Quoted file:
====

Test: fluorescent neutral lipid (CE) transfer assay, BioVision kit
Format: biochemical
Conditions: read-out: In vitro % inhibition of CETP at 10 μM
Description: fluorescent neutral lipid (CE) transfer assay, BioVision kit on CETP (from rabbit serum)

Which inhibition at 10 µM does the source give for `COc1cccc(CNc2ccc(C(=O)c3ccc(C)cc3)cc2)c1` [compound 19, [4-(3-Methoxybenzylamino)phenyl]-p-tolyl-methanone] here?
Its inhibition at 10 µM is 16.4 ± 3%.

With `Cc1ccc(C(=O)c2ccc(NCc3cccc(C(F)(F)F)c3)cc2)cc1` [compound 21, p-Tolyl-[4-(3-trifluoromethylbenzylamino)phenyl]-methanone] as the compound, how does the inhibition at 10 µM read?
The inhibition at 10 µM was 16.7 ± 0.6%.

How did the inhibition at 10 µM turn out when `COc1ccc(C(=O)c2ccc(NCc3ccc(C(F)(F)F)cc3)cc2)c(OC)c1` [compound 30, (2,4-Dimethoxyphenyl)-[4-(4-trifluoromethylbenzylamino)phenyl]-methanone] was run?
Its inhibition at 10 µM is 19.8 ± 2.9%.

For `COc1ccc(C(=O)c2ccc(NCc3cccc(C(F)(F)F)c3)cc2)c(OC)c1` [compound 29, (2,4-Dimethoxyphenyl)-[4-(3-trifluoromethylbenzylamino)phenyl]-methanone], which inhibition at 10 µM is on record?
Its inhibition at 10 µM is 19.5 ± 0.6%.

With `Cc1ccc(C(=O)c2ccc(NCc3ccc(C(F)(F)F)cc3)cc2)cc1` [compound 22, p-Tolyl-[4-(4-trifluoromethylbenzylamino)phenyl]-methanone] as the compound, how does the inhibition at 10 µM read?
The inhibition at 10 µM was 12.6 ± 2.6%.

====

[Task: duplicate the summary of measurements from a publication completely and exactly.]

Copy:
Test: fluorescent neutral lipid (CE) transfer assay, BioVision kit
Format: biochemical
Conditions: read-out: In vitro % inhibition of CETP at 10 μM
Description: fluorescent neutral lipid (CE) transfer assay, BioVision kit on CETP (from rabbit serum)

Which inhibition at 10 µM does the source give for `COc1cccc(CNc2ccc(C(=O)c3ccc(C)cc3)cc2)c1` [compound 19, [4-(3-Methoxybenzylamino)phenyl]-p-tolyl-methanone] here?
Its inhibition at 10 µM is 16.4 ± 3%.

With `Cc1ccc(C(=O)c2ccc(NCc3cccc(C(F)(F)F)c3)cc2)cc1` [compound 21, p-Tolyl-[4-(3-trifluoromethylbenzylamino)phenyl]-methanone] as the compound, how does the inhibition at 10 µM read?
The inhibition at 10 µM was 16.7 ± 0.6%.

How did the inhibition at 10 µM turn out when `COc1ccc(C(=O)c2ccc(NCc3ccc(C(F)(F)F)cc3)cc2)c(OC)c1` [compound 30, (2,4-Dimethoxyphenyl)-[4-(4-trifluoromethylbenzylamino)phenyl]-methanone] was run?
Its inhibition at 10 µM is 19.8 ± 2.9%.

For `COc1ccc(C(=O)c2ccc(NCc3cccc(C(F)(F)F)c3)cc2)c(OC)c1` [compound 29, (2,4-Dimethoxyphenyl)-[4-(3-trifluoromethylbenzylamino)phenyl]-methanone], which inhibition at 10 µM is on record?
Its inhibition at 10 µM is 19.5 ± 0.6%.

With `Cc1ccc(C(=O)c2ccc(NCc3ccc(C(F)(F)F)cc3)cc2)cc1` [compound 22, p-Tolyl-[4-(4-trifluoromethylbenzylamino)phenyl]-methanone] as the compound, how does the inhibition at 10 µM read?
The inhibition at 10 µM was 12.6 ± 2.6%.